In order for inter-Korean dialogue to resume, North Korea should begin by freezing its nuclear program, President Moon Jae-in said Wednesday, suggesting an “action for action” approach to North Korea.
Speaking aboard South Korea’s Air Force One headed for Washington, Moon said that although he seeks inter-Korean dialogue, Pyongyang must take actions to facilitate the outcome.
President Moon Jae-in addresses the media aboard the flight to Washington DC on Wednesday. Yonhap
“I think that Pyongyang should at the very least freeze its nuclear program for dialogue,” Moon said, adding that the most likely route to the denuclearization of the Korean Peninsula would involve that stage.
“If the freeze of Pyongyang’s nuclear program is the way to dialogue, then the exit of that dialogue is the abolishment.”
He added that North Korea should be subjected to measures corresponding to its actions -- or an “action for action” plan -- but warned that harsher punitive measures would come if Pyongyang engages Seoul only to break any promises made.
“If the North breaks promises (made in such a scenario) and resumes its nuclear program, then the North is providing the justification for any measures the international society may take.”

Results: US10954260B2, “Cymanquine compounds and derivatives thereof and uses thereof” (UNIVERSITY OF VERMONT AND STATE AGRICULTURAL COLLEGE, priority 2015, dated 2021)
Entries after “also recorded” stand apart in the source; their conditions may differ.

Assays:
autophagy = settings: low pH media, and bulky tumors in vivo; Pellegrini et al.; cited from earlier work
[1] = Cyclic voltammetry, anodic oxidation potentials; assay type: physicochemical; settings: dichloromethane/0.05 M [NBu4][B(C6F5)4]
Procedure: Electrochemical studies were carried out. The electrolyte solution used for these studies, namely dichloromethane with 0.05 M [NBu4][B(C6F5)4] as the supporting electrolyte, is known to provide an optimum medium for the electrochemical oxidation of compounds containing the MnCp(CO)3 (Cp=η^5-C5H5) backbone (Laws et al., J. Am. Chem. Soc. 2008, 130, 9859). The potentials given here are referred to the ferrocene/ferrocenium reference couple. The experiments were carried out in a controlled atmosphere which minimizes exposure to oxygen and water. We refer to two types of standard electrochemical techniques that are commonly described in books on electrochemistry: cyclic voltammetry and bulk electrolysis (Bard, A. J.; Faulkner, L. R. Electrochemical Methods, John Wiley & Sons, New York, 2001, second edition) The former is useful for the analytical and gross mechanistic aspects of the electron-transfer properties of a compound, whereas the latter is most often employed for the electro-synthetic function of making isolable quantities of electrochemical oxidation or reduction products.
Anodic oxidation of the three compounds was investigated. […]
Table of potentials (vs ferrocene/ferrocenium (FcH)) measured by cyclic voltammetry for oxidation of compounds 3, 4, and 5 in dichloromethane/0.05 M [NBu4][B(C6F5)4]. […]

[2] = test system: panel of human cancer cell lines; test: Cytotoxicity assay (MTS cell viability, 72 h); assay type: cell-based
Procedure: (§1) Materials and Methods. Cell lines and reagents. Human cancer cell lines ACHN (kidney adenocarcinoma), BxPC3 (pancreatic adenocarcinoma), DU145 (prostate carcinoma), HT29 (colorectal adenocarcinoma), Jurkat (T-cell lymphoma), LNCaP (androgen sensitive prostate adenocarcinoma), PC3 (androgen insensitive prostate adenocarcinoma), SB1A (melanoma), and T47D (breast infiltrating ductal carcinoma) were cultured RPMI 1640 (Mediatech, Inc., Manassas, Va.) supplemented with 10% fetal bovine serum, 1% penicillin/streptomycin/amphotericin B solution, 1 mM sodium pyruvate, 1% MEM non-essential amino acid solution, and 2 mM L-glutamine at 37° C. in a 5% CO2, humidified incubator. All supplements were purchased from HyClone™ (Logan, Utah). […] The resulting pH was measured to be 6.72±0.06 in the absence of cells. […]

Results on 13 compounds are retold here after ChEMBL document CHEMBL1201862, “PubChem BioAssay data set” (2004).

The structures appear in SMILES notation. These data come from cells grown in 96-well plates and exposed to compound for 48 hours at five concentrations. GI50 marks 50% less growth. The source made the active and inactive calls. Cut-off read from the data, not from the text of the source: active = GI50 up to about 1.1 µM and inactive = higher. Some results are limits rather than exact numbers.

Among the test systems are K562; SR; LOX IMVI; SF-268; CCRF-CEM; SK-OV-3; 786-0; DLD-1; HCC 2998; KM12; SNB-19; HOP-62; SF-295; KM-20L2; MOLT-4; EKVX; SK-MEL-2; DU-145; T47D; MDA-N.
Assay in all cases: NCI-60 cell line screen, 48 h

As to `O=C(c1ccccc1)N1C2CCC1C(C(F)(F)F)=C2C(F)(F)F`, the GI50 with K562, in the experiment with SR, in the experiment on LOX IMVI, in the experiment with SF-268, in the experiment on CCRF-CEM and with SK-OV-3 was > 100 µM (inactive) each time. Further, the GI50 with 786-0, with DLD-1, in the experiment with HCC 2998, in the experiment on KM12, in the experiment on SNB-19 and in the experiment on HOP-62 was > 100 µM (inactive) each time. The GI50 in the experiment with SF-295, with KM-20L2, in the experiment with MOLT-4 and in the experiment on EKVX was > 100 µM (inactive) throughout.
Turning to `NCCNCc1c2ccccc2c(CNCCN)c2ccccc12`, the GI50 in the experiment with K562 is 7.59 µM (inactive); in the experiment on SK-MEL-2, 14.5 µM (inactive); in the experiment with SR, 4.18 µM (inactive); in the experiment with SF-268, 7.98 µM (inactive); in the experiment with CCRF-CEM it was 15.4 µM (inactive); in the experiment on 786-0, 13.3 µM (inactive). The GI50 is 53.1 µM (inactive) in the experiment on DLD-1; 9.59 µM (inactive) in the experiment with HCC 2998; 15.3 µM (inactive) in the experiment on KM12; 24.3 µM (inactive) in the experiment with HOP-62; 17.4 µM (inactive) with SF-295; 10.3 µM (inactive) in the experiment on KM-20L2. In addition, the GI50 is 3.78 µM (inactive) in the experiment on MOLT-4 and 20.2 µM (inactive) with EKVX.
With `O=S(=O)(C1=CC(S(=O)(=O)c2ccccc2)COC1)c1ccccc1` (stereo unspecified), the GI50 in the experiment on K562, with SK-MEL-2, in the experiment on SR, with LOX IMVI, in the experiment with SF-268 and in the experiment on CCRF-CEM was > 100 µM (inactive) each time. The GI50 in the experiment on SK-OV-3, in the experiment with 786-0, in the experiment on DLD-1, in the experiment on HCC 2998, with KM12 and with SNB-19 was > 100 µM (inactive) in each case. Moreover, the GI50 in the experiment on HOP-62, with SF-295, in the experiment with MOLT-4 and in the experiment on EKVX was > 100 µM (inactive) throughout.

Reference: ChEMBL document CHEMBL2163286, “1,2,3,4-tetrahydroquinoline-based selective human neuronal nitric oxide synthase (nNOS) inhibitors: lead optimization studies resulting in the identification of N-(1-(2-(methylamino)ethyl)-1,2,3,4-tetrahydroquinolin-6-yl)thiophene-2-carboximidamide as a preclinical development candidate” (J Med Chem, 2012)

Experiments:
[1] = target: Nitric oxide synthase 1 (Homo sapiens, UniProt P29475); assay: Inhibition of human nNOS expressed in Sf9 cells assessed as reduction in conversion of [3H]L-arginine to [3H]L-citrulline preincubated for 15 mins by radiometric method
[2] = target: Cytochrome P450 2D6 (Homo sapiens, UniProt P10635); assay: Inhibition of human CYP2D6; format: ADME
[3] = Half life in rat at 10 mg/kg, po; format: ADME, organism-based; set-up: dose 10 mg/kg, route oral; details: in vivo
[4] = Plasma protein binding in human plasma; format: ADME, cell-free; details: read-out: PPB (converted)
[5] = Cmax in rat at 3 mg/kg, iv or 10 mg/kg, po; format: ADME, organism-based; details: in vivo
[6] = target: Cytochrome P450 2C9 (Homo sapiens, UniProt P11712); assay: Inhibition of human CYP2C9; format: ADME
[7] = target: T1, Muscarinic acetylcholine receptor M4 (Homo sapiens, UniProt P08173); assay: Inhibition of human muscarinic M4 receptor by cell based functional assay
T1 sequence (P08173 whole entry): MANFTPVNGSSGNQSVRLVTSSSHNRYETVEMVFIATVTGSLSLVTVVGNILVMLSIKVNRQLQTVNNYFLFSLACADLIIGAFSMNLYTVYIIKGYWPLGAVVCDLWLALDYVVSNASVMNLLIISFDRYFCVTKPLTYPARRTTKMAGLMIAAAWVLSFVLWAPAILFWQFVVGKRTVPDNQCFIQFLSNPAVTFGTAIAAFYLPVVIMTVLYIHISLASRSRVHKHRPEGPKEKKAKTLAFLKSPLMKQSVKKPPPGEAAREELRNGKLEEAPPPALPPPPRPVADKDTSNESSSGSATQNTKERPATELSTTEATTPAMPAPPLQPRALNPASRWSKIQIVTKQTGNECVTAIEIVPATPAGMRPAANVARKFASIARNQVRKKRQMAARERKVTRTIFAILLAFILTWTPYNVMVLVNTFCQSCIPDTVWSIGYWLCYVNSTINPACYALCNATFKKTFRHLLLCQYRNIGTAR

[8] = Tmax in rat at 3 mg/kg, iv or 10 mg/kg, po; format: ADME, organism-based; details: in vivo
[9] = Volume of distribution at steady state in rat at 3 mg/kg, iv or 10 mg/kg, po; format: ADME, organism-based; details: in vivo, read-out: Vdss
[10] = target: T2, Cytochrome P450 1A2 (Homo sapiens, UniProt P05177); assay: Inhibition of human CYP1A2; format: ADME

The president played down Moon Chung-in’s comments that South Korea-US military drills should be scaled back if Pyongyang freezes its nuclear program, reiterating that the professor had spoken as an academic, not as his special adviser. Moon Chung-in is a Yonsei University professor emeritus and a special adviser to the president on security and foreign affairs.
The president also stressed once again that neither Seoul nor Washington has any intention of linking joint military drills with the efforts to end Pyongyang’s nuclear ambitions.
The president did, however, state that North Korea should be rewarded for its positive actions, while emphasizing that any development must be fully verified to avoid rewards being given for “bad actions.”
“It must be considered what (reward) can be given (if Pyongyang freezes its nuclear program),” Moon said, reiterating again that any such developments must be fully verified.
“For full abolishment of the nuclear program, what can South Korea and the US provide in return? This is an issue that must be considered, and that South Korea and the US must work closely on.”
By Choi He-suk (email@example.com)
Korea Herald correspondent